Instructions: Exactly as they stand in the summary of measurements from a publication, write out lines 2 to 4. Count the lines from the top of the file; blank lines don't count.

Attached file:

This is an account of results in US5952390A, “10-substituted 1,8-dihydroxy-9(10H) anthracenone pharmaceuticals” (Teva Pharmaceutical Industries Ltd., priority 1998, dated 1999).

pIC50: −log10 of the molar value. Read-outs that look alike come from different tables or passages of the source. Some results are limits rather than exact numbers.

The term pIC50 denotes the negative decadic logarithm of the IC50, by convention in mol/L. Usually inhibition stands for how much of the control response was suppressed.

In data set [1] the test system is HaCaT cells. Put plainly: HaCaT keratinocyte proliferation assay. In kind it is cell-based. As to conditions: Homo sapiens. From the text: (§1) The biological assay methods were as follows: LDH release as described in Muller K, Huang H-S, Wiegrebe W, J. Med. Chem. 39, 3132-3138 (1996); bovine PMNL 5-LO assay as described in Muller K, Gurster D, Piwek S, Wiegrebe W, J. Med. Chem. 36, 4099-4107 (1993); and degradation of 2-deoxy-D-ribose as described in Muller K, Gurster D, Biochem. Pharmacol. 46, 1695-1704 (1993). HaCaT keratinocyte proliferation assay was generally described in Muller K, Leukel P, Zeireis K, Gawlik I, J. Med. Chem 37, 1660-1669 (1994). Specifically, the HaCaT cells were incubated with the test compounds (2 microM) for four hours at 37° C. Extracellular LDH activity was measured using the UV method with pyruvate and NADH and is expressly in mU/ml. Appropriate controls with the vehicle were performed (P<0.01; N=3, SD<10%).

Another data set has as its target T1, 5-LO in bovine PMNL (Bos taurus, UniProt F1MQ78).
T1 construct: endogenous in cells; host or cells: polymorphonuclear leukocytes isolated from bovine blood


pIC50: −log10 of the molar value. Read-outs that look alike come from different tables or passages of the source. Some results are limits rather than exact numbers.

The term pIC50 denotes the negative decadic logarithm of the IC50, by convention in mol/L. Usually inhibition stands for how much of the control response was suppressed.

In data set [1] the test system is HaCaT cells. Put plainly: HaCaT keratinocyte proliferation assay. In kind it is cell-based. As to conditions: Homo sapiens. From the text: (§1) The biological assay methods were as follows: LDH release as described in Muller K, Huang H-S, Wiegrebe W, J. Med. Chem. 39, 3132-3138 (1996); bovine PMNL 5-LO assay as described in Muller K, Gurster D, Piwek S, Wiegrebe W, J. Med. Chem. 36, 4099-4107 (1993); and degradation of 2-deoxy-D-ribose as described in Muller K, Gurster D, Biochem. Pharmacol. 46, 1695-1704 (1993). HaCaT keratinocyte proliferation assay was generally described in Muller K, Leukel P, Zeireis K, Gawlik I, J. Med. Chem 37, 1660-1669 (1994). Specifically, the HaCaT cells were incubated with the test compounds (2 microM) for four hours at 37° C. Extracellular LDH activity was measured using the UV method with pyruvate and NADH and is expressly in mU/ml. Appropriate controls with the vehicle were performed (P<0.01; N=3, SD<10%).